excerpts from


by Percival Lowell


edited by Thomas Gangale

from Chapter IIAtmosphere:

I. Evidence of it

From early in June, which corresponded to the Martian last of April, to the end of November, which corresponded to the Martian last of August, the bluish-green areas underwent a marked transformation.

from Chapter 3Water:

I. The Polar Cap

On the 3d of June, 1894, the south polar cap stretched, almost one unbroken waste of white, over about 55 degrees of latitude. A degree on Mars measures 37 miles; consequently the cap was 2,035 miles across. Inasmuch as the inclination of the Martian equator to the plane of the Martian orbit is, according to Schiaparelli, 24° 52', it must have then covered more than the whole south frigid zone of the planet.

Now, to take in the full meaning of the condition of the cap at this time and of the changes that ensued, we must begin by determining the Martian time of year. This is done by fixing the dates at which the Martian pole reached its maximum tilt toward or from the Sun, and the dates at which it was not tilted either to or from, but sideways to, the Sun; the former gives us the Martian solstices, and the latter the Martian equinoxes. It thus appears that on April 7, 1894, occurred the vernal equinox of the Martian southern hemisphere, on August 31, its summer solstice, and on February 7, 1895, its autumnal equinox. From these dates it is easy to transform the one calendar into the other. On the 3d of June, 1894, therefore, it was about May 1 on the southern hemisphere of Mars.

On May 1, then, Martian time, the cap was already in rapid process of melting; and the speed with which it proceeded to dwindle showed that hundreds of square miles of it were disappearing daily.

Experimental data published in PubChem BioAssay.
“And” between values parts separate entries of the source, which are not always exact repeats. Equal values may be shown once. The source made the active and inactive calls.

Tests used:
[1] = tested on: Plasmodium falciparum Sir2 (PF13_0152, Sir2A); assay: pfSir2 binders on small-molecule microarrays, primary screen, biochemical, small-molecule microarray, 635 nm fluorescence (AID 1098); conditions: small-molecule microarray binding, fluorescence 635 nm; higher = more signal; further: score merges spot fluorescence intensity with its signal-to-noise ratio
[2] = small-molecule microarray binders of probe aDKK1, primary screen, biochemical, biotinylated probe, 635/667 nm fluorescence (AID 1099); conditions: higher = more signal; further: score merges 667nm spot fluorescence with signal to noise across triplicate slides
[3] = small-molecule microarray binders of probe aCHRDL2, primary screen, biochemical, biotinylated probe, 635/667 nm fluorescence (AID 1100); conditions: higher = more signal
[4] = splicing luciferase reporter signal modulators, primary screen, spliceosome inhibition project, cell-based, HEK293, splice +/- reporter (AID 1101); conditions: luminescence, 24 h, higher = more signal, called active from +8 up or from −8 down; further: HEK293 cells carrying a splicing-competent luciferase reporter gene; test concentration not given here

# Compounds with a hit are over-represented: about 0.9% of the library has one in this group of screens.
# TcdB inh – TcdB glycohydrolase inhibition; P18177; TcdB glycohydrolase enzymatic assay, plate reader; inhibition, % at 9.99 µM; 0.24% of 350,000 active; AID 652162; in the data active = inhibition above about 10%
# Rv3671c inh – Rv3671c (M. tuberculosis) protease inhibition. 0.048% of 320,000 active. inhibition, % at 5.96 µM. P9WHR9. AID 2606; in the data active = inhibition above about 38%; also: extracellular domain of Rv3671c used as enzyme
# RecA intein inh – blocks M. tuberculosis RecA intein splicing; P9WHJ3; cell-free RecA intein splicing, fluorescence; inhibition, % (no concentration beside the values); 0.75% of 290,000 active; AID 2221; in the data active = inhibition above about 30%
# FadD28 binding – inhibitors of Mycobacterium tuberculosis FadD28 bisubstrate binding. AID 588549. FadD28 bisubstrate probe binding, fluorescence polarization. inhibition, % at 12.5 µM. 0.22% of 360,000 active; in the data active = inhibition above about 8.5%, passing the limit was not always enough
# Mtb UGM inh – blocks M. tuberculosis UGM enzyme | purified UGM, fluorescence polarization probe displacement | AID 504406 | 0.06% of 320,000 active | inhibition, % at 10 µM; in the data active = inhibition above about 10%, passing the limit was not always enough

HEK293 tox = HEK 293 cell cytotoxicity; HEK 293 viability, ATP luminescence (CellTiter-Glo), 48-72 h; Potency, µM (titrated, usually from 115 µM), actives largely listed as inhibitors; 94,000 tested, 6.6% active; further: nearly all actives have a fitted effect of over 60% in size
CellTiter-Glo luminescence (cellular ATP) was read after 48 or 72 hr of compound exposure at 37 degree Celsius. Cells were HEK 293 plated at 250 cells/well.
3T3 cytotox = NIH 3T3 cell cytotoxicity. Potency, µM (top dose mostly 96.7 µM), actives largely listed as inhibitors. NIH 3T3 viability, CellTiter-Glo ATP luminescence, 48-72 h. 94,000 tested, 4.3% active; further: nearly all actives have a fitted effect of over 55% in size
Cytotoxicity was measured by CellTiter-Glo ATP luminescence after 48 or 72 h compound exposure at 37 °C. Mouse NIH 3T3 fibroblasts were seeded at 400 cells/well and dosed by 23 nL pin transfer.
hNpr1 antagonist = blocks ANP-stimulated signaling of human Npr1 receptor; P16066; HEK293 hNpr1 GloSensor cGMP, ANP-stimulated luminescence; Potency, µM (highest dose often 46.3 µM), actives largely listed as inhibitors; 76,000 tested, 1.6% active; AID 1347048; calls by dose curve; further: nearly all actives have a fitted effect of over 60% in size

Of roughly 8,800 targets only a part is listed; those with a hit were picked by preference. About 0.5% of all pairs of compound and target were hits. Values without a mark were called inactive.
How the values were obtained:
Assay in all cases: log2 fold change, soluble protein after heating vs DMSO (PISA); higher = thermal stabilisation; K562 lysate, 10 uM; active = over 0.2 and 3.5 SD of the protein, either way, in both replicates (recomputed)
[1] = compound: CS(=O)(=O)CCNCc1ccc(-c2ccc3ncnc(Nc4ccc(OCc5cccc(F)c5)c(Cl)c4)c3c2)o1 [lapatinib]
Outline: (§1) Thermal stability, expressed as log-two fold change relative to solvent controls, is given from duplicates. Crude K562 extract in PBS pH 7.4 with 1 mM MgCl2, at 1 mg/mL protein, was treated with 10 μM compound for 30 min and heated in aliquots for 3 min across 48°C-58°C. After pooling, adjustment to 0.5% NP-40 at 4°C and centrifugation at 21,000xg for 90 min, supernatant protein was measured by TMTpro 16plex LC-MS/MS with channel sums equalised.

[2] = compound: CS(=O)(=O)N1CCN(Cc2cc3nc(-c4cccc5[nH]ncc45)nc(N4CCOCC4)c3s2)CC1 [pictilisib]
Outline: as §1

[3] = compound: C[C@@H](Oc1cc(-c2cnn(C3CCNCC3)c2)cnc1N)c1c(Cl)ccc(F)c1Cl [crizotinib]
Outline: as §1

On examining the chart in which the successive appearances of the southern ice-cap are depicted at different times, from June 3 to October 13, or, in terms of the Martian time of year, from May 1 to July 15, the first point to strike one is that the cap was during its whole existence eccentrically placed with regard to the geographical pole of the planet.


On October 12, at 10h. 40m., I made the following entry about it: "Polar cap has been very faint for some time; barely visible." At 13h. 26m., or, in other words, at about half past one that night, Mr. Douglass measured its position and estimated its size, as was his wont every few days. He found it to be six degrees distant from the planet's pole, in longitude 54 degrees The patch was very small, covering about one hundred and fifty miles square. On looking at the planet on October 13, at 8h. 15m., to his surprise he found the cap gone. Not a trace of it could be seen; nor could either he or I detect it during the rest of that night although such was the longitude of the central meridian throughout it as to bring the cap on the nearer side of the pole, and therefore show it to best advantage. What had certainly been there on the 12th was not there on the 13th. The ice-cap had disappeared.

No such occurrence has ever been chronicled before. It is the first time since man began to observe the planet that the ice-cap has completely disappeared. Hitherto it has been seen to diminish to a minimum of from 7 to 4 degrees, and then begin to increase again. This last autumn, for the first time, it vanished entirely. The date of this occurrence was, in Martian chronology, about July 20. Evidently, for some reason unknown to us, it was a phenomenally hot season in the southern hemisphere of the planet.

III. Seas

For an appreciation of the meaning of the changes, it is to be borne in mind throughout that the vernal equinox of Mars' southern hemisphere occurred on April 7, 1894; the summer solstice of the same hemisphere on August 31; and its autumnal equinox on February 7, 1895.

On the 31st of May, therefore, it was toward the end of April on Mars.

from Chapter VOases:

I. Spots in the light regions

By November, the Phoenix Lake had become less salient, Ceraunius relatively more so, and the Cyane Fons nearly as evident as Ceraunius had formerly been. In the Martian calendar, the August observation corresponded to our 20th of June, the November one to our 1st of August.